Our school textbooks I suppose are carefully selected to suit our sensitivities. However when we grow up (and by then we are no longer students of history) we look around and find more horrendous examples- unfortunately, the divisive forces in our country, which have decided to remain more loyal to the British legacy of divide & rule than to our own syncretism, often make British atrocities (taught in schools) fall pale in comparison to their periodic polarization horrors. As a result, the youth today, are more likely to spend time reading about or reflecting upon the nature of post-colonial communal fault-lines in our country and how they shaped the Indian politics. To add to it, the recent ‘nothing happened in 60 years’ bombast of gung-ho pseudo nationalists and malicious attempts to tamper with our history can further alienate the youth from facts, making them progressively ignorant of our history and perniciously so. No wonder the eye-opening ‘Oxford speech’ went so viral! An Era of Darkness is more than adequately referenced. The author has made a timely attempt to remind its readers of India’s glorious past and the inglorious truth of the British Raj in an engrossing description. The book must be read by every young Indian.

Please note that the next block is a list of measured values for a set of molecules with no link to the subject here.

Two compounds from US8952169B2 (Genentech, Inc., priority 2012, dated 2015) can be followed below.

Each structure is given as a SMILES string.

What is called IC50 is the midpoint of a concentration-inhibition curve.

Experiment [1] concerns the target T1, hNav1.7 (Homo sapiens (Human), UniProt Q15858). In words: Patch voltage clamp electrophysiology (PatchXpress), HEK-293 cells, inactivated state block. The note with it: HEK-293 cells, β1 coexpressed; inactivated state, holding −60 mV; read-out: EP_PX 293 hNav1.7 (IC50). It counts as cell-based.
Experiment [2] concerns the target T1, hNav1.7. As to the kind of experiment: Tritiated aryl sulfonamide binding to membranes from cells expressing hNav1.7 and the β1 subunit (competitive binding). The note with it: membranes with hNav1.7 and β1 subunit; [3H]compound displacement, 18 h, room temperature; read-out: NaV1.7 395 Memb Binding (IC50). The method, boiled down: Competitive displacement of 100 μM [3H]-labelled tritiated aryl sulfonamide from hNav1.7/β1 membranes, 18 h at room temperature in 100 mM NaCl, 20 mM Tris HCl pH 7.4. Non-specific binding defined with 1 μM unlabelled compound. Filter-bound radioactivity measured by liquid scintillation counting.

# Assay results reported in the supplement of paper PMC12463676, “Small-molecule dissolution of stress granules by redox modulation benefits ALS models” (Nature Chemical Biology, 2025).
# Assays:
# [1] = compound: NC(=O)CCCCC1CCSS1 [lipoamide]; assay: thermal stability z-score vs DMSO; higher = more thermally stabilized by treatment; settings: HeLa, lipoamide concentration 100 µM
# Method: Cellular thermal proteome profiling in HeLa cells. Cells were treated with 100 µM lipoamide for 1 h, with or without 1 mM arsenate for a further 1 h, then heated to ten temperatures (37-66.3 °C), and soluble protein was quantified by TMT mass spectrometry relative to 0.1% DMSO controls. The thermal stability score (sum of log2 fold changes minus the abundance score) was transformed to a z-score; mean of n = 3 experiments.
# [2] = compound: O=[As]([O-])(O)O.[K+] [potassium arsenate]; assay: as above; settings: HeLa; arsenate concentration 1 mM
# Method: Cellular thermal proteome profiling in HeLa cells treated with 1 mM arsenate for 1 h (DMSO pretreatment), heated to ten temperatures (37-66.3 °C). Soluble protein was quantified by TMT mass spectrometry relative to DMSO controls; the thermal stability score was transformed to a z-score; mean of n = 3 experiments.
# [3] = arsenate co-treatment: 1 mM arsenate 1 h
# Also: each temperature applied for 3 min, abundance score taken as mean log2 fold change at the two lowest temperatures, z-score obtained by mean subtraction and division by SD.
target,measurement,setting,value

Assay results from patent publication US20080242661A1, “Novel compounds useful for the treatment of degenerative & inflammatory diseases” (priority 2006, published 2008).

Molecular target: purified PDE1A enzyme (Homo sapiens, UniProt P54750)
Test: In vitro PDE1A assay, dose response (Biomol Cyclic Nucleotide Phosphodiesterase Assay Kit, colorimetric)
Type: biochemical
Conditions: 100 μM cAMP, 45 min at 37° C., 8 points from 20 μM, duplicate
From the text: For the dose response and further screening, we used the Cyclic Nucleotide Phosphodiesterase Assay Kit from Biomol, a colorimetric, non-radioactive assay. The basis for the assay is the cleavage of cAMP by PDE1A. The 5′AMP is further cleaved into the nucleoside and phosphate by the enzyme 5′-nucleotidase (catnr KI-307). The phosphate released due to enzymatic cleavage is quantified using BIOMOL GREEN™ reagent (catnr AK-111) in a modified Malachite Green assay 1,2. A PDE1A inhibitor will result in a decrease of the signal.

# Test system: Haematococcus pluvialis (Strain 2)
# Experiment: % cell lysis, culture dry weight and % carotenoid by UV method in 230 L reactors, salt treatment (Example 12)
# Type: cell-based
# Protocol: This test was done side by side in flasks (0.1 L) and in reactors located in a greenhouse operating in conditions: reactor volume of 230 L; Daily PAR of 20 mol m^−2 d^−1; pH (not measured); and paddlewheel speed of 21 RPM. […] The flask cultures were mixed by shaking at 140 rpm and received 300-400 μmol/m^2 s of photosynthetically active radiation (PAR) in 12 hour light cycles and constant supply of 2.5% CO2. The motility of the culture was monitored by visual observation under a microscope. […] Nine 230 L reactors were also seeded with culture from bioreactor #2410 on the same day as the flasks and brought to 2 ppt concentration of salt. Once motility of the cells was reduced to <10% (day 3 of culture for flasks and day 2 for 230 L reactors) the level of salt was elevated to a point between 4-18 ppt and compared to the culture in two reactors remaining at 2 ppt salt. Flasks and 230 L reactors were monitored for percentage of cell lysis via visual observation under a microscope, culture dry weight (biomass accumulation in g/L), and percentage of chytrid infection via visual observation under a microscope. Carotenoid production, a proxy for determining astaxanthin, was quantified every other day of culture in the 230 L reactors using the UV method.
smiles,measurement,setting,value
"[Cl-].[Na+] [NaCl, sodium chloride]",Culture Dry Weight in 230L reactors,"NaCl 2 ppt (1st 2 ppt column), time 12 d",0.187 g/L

It is only when the youth of India will know how rich and varied its heritage was (and is) that they will strive to be worthy of it.

 

P.S. The way the author has weaved together the accounts, numerous references, statistics, quotes and his own arguments into an eloquent and cogent book on history is amazing. But that’s His forte.

An Era Of Darkness is now available (Kindle Edition and Hard Cover): http://www.amazon.in/Era-Darkness-British-Empire-India/dp/938306465X

 

*Travancore Kingdom (1819)

**The first attempt to harness India’s scientific talent (under a British ruled India) was made by Jamshedji Tata. He established the Indian Institute of Science.